@faryl exactly! The Staples social media person didn't really do anything other than cut and paste some standard script about their rewards program that didn't at all address the problem that their system had failed to ever issue the rewards. The phone rep eventually understood that and issued replacements, but it took quite a while to just make her understand that I was not an idiot who just doesn't get it.

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faryl
faryl
3/18/2016 12:16:48 AM
User Rank
Platinum
Re: changes in the Air
@ariella So frustrating when it's impossible to connect with a company to get assistance! I especially hate when the website tells you to call for further assistance, and then the phone number just connects you to a recording that tells to go to the website.

Responding to negative comments can really work in a company's favor when done right. I often check user forums before purchasing software or electronics to see how responsive the company is. If they acknowledge the issue and seem to show a genuine interest in working with the customer to resolve it, that makes me feel more comfortable becoming a customer.

But so often it seems like companies are more either boilerplate and trying to placate rather than resolve, or they are defensive and try to discredit or diminish the customer's complaints. (The latter is more common on Yelp with smaller businesses, I think)

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DHagar
DHagar
3/15/2016 1:00:08 PM
User Rank
Platinum
Re: changes in the Air
@Affandy, great perspective on how to win in today's markets.  The old model of develop a capability and "push" services and sell capability to the customer has been replaced by providing services of value to the customer one customer at a time. 

As you point out, each customer experience is 100% of their view of that service, not .05%.  The successful companies, like Apple, actually select the goods/services they are going to provide and zero in on building the best experience possible.  A good model to follow.  Customers will distinguish who can deliver versus those who talk about it.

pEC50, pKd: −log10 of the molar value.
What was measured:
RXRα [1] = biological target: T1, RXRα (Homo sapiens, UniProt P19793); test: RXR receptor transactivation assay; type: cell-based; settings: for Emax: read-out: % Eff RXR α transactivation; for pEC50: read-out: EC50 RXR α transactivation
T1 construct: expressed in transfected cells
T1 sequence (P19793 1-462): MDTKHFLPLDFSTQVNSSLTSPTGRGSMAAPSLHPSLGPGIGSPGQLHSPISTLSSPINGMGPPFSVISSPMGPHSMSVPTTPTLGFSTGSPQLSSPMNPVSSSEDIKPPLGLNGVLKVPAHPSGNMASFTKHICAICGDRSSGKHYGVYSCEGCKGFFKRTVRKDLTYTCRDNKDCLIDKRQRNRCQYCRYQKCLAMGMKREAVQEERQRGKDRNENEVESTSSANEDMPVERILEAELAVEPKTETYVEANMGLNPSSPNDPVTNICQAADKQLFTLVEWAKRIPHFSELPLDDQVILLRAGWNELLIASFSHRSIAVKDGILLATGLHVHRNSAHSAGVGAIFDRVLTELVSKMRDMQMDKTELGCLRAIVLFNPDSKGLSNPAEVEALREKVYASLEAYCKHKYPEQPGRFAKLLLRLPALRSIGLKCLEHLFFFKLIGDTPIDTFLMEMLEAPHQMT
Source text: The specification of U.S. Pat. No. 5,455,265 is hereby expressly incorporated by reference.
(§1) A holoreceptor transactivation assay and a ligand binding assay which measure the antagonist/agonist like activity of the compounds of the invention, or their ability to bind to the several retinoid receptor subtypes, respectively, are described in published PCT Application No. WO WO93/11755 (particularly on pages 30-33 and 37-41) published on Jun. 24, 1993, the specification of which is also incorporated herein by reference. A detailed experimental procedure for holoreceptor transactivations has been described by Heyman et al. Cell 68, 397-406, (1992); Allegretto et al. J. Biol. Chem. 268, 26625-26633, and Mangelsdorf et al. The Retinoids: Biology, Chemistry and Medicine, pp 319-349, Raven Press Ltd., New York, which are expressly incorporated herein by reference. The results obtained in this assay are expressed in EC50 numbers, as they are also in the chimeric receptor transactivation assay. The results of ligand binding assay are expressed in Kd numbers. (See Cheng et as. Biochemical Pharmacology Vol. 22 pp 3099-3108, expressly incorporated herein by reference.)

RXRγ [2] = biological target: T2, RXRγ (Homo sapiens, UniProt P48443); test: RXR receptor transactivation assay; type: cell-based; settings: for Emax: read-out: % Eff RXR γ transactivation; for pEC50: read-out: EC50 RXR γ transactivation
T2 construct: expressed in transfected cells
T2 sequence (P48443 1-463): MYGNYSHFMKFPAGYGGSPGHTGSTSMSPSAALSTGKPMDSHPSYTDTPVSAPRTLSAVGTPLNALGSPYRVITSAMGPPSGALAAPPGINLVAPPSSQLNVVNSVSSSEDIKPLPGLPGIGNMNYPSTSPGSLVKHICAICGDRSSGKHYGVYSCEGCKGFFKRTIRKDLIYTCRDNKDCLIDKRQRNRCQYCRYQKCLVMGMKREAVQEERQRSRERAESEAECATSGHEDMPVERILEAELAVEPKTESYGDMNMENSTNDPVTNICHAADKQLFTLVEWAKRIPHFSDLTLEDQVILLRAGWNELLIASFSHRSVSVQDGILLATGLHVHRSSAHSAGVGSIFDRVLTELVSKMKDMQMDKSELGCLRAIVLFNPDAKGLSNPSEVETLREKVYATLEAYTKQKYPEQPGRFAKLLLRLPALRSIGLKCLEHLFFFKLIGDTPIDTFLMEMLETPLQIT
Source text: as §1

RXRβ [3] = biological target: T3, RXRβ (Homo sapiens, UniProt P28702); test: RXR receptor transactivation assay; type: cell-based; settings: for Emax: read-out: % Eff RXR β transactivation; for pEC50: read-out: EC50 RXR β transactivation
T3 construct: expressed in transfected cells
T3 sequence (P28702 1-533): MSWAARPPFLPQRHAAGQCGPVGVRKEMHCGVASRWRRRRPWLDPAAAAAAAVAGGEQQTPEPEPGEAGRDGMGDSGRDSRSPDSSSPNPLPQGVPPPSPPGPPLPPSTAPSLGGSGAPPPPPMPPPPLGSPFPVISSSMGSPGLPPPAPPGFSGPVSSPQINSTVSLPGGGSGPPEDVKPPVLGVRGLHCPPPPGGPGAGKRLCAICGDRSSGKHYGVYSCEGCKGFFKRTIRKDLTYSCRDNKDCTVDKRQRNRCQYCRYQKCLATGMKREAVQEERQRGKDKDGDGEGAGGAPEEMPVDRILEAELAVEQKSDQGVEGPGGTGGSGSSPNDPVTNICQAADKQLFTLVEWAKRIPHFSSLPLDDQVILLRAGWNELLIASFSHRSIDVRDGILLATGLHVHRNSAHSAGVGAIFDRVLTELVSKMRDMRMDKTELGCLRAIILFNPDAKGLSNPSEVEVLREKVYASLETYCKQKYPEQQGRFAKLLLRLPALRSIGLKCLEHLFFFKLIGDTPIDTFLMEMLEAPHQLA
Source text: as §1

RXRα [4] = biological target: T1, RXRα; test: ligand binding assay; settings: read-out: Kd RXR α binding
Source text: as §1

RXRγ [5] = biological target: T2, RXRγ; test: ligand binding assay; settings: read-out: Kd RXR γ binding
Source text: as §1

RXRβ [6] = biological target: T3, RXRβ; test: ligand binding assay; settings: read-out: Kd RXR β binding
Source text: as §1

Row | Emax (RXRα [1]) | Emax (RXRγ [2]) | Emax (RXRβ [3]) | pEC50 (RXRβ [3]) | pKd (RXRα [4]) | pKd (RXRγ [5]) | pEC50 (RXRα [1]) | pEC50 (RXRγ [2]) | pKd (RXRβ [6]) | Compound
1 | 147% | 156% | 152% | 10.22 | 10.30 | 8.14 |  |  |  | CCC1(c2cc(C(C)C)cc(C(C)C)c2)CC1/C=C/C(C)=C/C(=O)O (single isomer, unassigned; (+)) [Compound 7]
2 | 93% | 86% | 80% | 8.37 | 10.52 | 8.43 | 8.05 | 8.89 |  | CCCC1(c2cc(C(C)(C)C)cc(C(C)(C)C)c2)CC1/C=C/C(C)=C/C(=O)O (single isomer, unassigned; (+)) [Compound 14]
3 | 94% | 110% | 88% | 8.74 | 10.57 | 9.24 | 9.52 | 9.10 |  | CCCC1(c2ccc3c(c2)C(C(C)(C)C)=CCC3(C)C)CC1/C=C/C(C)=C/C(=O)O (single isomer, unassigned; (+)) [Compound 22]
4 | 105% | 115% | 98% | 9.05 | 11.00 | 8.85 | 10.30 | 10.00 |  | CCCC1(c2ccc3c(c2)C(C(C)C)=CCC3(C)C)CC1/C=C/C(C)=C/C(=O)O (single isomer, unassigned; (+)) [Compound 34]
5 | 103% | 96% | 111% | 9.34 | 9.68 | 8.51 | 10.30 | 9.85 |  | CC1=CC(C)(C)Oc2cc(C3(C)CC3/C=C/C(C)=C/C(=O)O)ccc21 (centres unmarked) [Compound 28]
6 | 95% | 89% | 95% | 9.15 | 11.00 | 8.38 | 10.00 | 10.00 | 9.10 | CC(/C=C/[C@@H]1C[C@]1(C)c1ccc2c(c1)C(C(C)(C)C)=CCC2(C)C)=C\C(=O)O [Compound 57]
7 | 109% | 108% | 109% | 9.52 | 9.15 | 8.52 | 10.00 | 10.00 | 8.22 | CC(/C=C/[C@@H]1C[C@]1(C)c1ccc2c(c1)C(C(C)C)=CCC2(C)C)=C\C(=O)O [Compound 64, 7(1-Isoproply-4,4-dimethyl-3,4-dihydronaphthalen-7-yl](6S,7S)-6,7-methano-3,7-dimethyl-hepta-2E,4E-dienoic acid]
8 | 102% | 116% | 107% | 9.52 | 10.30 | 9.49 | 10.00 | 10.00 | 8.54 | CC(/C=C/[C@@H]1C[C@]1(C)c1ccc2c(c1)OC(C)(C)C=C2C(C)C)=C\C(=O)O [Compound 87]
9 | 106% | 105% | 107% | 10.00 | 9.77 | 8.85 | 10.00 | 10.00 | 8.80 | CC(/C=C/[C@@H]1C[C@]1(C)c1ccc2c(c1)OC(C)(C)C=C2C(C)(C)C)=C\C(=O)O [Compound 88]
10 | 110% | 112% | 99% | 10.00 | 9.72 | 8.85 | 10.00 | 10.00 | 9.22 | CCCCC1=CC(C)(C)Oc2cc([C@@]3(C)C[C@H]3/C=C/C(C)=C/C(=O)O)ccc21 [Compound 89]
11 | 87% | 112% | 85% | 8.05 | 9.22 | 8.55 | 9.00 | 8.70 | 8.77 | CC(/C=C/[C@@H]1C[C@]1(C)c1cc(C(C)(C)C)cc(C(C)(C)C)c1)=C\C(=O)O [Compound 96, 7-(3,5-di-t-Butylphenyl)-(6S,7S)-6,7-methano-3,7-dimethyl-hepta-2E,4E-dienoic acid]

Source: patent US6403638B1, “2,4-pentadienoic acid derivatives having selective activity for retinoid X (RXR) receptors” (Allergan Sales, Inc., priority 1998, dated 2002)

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Ariella
Ariella
3/15/2016 10:34:06 AM
User Rank
Author
Re: changes in the Air
@Affandy I couldn't agree more. After writing my own comment here I ran into the exact type of thing I described with respect to my dealing with a problem with Staples. I called customer service and was told it was my own error. I asked for a supervisor. I was on hold a long time and did not get a supervisor but the same rep who finally admitted that it was their error. But she didn't even apologize for the inconvenience or her condescension. 

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Affandy Johan
Affandy Johan
3/15/2016 10:29:45 AM
User Rank
Steel
Re: changes in the Air
This is a very interesting point. For many service providers, customer service assurance is reactive. Given that the quality of service is directly impacting customer churn and also promotes negative comments, being able to resolve issues is a core activity of any service provider. While resolving issues is good, being able to resolve then before the customer complains should be the ultimate objective of these service providers.